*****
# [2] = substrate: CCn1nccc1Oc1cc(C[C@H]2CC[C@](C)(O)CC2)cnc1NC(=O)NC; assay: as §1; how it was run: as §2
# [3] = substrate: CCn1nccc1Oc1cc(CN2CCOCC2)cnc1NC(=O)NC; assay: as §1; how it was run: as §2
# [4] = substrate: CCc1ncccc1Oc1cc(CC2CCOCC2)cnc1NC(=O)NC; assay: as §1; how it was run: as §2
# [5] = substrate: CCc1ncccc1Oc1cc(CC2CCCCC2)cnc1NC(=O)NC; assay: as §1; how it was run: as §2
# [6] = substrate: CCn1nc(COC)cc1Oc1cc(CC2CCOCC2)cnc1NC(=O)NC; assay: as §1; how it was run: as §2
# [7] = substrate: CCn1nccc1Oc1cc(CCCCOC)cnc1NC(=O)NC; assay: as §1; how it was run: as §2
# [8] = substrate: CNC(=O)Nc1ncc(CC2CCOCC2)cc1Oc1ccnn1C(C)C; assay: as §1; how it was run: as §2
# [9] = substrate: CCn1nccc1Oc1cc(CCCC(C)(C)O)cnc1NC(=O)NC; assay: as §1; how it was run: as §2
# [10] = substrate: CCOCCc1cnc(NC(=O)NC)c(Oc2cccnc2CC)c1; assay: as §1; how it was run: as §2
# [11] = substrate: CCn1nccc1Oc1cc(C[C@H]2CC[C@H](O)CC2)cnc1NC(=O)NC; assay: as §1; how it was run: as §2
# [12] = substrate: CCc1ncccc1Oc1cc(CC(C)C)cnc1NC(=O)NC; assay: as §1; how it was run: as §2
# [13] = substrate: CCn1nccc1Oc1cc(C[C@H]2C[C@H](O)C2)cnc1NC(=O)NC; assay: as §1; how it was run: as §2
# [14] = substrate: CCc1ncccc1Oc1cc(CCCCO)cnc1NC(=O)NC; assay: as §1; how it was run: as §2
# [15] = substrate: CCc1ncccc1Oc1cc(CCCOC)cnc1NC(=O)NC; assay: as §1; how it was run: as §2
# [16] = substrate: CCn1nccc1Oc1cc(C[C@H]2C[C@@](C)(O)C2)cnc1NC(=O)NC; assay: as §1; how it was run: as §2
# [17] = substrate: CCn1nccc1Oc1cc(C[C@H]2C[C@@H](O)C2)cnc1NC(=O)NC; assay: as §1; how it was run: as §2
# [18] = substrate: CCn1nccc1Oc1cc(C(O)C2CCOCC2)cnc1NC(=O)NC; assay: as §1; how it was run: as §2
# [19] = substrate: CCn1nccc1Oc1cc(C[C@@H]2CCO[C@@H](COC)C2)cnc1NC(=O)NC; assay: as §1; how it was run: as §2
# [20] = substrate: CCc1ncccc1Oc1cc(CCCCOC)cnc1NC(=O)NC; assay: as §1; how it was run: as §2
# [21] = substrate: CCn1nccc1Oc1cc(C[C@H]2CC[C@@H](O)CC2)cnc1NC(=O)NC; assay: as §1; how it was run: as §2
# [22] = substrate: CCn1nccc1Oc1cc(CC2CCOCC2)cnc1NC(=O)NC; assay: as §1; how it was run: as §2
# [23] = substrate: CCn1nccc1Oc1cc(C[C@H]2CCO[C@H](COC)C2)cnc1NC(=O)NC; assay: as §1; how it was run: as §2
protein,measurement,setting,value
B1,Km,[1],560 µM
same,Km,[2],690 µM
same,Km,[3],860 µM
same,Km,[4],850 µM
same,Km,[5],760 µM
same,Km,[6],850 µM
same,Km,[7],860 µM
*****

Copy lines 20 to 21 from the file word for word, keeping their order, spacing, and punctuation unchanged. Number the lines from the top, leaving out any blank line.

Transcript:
# [21] = substrate: CCn1nccc1Oc1cc(C[C@H]2CC[C@@H](O)CC2)cnc1NC(=O)NC; assay: as §1; how it was run: as §2
# [22] = substrate: CCn1nccc1Oc1cc(CC2CCOCC2)cnc1NC(=O)NC; assay: as §1; how it was run: as §2